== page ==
There is a powerful image at the core of Musquiqui Chihying’s “I’ll Be Back.” In The Sculpture (2018), presented as both a double-channel video and print, the artist poses in emulation of an iconic 1954 photograph of French writer and politician André Malraux, where he is pictured nonchalantly smoking, with proofs for an upcoming book arranged on the floor around him. A cigarette in his mouth and hair swept to the side in imitation of Malraux’s detached Gallic cool, Chihying sorts through his research materials for the project at hand—an investigation and re-imagining of Sino-African relations.
The choice of Malraux as a model is significant. He was a Leftist intellectual who also stole artifacts from Angkor Wat—as a public figure at a time when overt colonialism was being dismantled, he represents better intentions than the pure Orientalism of the past, yet also cannot be considered an entirely positive figure. In an era where geopolitics is being renegotiated, Chihying asks if new relationships are really a break with the past, or if—as personified by Malraux—there are still uncomfortable continuities and tendencies.
As a Berlin-based Taiwanese artist, Chihying’s work has dealt with the legacy of colonialism through a variety of means, from humorous videos such as Jog (2014) reflecting on his position as an Asian artist in Europe, to Sound Route: Song of SPECX (2016), a music research collaboration with Wu Chi-Yu and Shen Sum-Sum examining links between Dutch colonization in Indonesia and Taiwan. Some of the themes covered resurface in “I’ll Be Back,” albeit with a more somber tone, a mood heightened by the exhibition’s presentation in a darkened room, most of the non-video pieces only visible through strategic spotlights.
The figure of the (post-) colonial subject as sojourner resurfaces in The Guestbook (2018), a video following Do Do, a Togolese actor, walking through Berlin. He encounters hallucinatory traces of the 1896 German Colonial Exhibition, reads documentation of the German colonization of his home country at the Berlin State Library, and follow clues to the site of “Nanking,” a Chinese restaurant which Chinese statesmen Zhou Enlai frequented when he lived in Berlin in the 1920s. However, the restaurant is long defunct, replaced with a bubble tea café/massage parlor. Talking to the owner, Do Do realizes he is decades too late to meet Zhou, and opts for cupping treatment instead. Filming with an entirely non-white cast, Chihying touches upon the rarely represented multicultural character of Berlin, and poses questions about anti-colonial solidarity. Did Zhou encounter African peers in Berlin, and what impact would they have had on his thinking? What has been left unresolved since he helped bring African states closer to China in the 1950s and 60s?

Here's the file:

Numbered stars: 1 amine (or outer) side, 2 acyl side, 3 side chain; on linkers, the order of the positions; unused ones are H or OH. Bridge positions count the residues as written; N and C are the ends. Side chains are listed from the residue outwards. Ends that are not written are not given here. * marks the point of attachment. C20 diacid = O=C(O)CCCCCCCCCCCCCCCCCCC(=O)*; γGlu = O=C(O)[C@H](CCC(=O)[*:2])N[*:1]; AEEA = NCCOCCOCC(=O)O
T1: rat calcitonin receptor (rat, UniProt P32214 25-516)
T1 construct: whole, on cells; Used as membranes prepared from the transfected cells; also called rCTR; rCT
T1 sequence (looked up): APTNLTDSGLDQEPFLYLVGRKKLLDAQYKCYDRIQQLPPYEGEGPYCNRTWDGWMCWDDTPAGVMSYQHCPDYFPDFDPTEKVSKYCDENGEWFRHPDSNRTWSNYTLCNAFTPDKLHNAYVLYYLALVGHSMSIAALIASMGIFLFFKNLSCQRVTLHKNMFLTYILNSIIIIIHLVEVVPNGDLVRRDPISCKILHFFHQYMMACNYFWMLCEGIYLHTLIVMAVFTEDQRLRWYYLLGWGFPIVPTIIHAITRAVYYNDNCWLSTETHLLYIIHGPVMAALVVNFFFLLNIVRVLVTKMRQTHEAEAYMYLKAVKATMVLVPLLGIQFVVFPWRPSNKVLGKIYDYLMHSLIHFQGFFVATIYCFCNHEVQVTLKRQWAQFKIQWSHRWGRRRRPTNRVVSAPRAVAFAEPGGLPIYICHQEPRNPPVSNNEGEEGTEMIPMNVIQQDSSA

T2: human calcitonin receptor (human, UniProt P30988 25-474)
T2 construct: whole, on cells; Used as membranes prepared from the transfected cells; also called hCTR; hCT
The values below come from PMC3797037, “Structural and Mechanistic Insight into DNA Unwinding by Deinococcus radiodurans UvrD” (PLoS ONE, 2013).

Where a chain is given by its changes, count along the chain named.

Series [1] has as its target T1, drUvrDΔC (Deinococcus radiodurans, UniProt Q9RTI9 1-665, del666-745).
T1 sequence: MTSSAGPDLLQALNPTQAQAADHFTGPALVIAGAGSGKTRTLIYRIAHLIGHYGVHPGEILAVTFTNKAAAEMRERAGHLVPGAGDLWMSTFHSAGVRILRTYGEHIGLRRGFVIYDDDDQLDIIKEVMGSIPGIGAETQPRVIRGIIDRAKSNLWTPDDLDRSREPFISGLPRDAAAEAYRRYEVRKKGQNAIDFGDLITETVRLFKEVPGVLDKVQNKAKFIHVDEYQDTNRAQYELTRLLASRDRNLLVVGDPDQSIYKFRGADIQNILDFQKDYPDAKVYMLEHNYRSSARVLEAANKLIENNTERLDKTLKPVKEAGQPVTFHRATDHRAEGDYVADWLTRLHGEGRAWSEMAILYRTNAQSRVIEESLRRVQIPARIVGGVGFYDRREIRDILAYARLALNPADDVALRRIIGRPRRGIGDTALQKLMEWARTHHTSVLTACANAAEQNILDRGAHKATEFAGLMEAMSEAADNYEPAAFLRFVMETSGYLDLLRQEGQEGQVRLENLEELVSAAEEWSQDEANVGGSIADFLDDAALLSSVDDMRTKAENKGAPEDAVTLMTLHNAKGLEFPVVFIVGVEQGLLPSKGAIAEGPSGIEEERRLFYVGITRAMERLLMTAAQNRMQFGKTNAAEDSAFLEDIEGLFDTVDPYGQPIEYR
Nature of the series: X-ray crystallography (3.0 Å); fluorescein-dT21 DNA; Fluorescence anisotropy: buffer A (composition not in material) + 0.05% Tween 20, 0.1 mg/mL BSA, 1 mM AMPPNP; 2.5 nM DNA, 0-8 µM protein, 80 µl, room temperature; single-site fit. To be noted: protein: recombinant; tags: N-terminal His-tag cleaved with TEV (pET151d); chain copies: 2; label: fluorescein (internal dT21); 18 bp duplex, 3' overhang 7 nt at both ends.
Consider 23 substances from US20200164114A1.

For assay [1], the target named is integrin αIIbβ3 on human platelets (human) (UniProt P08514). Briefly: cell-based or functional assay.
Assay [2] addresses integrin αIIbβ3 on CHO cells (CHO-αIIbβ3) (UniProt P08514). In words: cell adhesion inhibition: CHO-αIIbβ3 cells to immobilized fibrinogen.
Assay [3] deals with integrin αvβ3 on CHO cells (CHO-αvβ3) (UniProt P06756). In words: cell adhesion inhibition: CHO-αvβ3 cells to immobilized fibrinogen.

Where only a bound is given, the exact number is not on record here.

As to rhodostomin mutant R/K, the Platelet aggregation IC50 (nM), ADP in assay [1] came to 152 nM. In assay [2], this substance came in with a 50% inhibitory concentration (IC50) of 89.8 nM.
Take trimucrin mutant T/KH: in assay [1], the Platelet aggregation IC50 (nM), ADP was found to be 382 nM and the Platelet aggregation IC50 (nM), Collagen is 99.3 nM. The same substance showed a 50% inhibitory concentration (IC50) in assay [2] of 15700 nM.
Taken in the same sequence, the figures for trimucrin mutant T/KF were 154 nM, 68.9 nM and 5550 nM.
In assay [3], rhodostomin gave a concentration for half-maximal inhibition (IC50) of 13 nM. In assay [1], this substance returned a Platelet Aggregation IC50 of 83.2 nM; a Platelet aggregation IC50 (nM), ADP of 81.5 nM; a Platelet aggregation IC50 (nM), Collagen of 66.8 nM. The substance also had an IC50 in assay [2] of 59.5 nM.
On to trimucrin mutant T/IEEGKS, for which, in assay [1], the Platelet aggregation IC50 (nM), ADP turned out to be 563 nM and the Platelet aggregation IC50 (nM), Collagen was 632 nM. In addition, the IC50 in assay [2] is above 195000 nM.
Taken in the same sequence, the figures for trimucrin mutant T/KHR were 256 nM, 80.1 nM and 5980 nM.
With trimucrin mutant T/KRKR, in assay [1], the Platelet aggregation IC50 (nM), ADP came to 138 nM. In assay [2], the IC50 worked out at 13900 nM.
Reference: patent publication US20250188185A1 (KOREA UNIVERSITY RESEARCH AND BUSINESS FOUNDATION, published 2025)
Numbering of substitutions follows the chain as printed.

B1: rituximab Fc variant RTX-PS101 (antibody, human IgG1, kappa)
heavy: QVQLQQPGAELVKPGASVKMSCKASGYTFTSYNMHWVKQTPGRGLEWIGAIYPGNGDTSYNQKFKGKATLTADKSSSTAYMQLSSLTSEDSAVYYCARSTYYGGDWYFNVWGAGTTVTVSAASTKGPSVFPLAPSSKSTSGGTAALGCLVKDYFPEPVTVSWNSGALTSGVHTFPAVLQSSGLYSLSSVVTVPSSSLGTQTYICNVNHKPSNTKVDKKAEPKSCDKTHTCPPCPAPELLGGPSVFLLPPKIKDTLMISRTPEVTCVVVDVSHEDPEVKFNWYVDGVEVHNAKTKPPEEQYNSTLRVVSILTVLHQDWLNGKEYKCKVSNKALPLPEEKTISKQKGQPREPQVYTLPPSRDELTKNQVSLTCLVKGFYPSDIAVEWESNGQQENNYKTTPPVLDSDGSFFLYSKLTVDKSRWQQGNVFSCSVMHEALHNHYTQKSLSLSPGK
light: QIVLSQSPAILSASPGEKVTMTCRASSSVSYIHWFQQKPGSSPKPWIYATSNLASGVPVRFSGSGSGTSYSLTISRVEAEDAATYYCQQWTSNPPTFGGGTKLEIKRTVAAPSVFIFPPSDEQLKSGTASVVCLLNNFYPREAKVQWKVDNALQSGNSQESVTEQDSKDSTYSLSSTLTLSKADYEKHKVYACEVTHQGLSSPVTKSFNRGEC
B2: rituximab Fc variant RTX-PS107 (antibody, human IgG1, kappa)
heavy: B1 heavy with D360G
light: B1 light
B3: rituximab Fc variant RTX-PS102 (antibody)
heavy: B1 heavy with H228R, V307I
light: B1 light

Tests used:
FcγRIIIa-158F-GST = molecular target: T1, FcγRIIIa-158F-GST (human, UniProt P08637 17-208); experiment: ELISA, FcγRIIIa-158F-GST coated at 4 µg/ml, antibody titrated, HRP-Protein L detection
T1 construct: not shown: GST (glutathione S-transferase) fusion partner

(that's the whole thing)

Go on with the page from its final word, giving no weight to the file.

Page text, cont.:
Other pieces are tied to traditional arts but more focused on the present moment, as China has become a source for investment in Africa in manner different from the anti-imperialist development projects of the previous era. For The Cultural Center (2018), Chihying created commemorative coins for Chinese-built cultural institutions (theaters, museums, etc.) in Africa. The Mask uses sketches, video projections of text, and a sound recording to let an art dealer from Côte d’Ivoire explain the story of five Ivoirian masks now in the possession of the National Museum of China. Letting the dealer speak on behalf of his country’s artifacts restores a sense of agency lost in their collection by a foreign institution. But it also remains ambiguous whether the dealer’s words, read out in Mandarin by an African student based in Beijing, are true or not. Chihying leaves the viewer questioning if both sides see eye-to-eye or are operating on the same level in these cultural and commercial exchanges.
Video elements of The Sculpture address European treatment of illegally acquired African artifacts, and introduce Xie Yanshen, a prolific collector of African art who has provided the National Museum with much of its African holdings. Implicitly, it asks if the privilege to collect and categorize can be separated from power, or if it shall always imply a hierarchical relationship, as evocatively staged in the portrait of Chihying-Malraux. Reexamining the image, the exhibition’s English title may gain new resonance: incongruously, a picture of a Terminator robot from the eponymous Arnold Schwarzenegger-starring movie series (catchphrase: “I’ll be back”) peers out next to the artist. The Terminator’s near-indestructible skeleton contains coltan, a rare metal, which it should come to no surprise, is predominately found in Africa and is used in mobile phones. Undertaken legally, the collection of African arts and crafts might be a comparatively innocuous pursuit, but it can’t be divorced from the pursuit of more valuable resources and the larger forces of power at play.